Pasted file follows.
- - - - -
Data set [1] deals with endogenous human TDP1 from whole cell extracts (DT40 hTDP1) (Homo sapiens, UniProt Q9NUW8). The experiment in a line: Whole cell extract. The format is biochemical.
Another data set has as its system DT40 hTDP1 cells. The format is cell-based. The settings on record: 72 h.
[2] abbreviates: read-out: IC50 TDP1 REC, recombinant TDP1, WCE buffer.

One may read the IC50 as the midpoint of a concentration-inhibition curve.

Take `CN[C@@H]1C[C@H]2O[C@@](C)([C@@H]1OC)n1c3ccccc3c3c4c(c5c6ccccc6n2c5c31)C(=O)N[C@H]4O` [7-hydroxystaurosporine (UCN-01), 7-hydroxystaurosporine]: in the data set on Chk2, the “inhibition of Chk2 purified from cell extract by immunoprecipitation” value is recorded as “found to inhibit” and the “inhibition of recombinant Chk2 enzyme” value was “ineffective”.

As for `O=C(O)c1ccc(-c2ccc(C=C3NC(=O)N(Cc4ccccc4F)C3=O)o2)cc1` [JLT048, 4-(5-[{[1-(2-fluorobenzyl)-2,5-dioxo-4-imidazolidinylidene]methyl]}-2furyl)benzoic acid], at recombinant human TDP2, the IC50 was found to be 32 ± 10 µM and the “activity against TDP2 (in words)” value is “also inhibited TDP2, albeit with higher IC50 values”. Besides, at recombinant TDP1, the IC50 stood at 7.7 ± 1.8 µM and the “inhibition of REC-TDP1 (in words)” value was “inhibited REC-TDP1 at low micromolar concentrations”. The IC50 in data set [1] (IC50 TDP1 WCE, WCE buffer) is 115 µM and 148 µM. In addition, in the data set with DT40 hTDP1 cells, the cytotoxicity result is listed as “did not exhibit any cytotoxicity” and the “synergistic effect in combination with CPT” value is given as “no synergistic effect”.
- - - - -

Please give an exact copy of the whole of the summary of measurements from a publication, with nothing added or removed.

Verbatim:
Data set [1] deals with endogenous human TDP1 from whole cell extracts (DT40 hTDP1) (Homo sapiens, UniProt Q9NUW8). The experiment in a line: Whole cell extract. The format is biochemical.
Another data set has as its system DT40 hTDP1 cells. The format is cell-based. The settings on record: 72 h.
[2] abbreviates: read-out: IC50 TDP1 REC, recombinant TDP1, WCE buffer.

One may read the IC50 as the midpoint of a concentration-inhibition curve.

Take `CN[C@@H]1C[C@H]2O[C@@](C)([C@@H]1OC)n1c3ccccc3c3c4c(c5c6ccccc6n2c5c31)C(=O)N[C@H]4O` [7-hydroxystaurosporine (UCN-01), 7-hydroxystaurosporine]: in the data set on Chk2, the “inhibition of Chk2 purified from cell extract by immunoprecipitation” value is recorded as “found to inhibit” and the “inhibition of recombinant Chk2 enzyme” value was “ineffective”.

As for `O=C(O)c1ccc(-c2ccc(C=C3NC(=O)N(Cc4ccccc4F)C3=O)o2)cc1` [JLT048, 4-(5-[{[1-(2-fluorobenzyl)-2,5-dioxo-4-imidazolidinylidene]methyl]}-2furyl)benzoic acid], at recombinant human TDP2, the IC50 was found to be 32 ± 10 µM and the “activity against TDP2 (in words)” value is “also inhibited TDP2, albeit with higher IC50 values”. Besides, at recombinant TDP1, the IC50 stood at 7.7 ± 1.8 µM and the “inhibition of REC-TDP1 (in words)” value was “inhibited REC-TDP1 at low micromolar concentrations”. The IC50 in data set [1] (IC50 TDP1 WCE, WCE buffer) is 115 µM and 148 µM. In addition, in the data set with DT40 hTDP1 cells, the cytotoxicity result is listed as “did not exhibit any cytotoxicity” and the “synergistic effect in combination with CPT” value is given as “no synergistic effect”.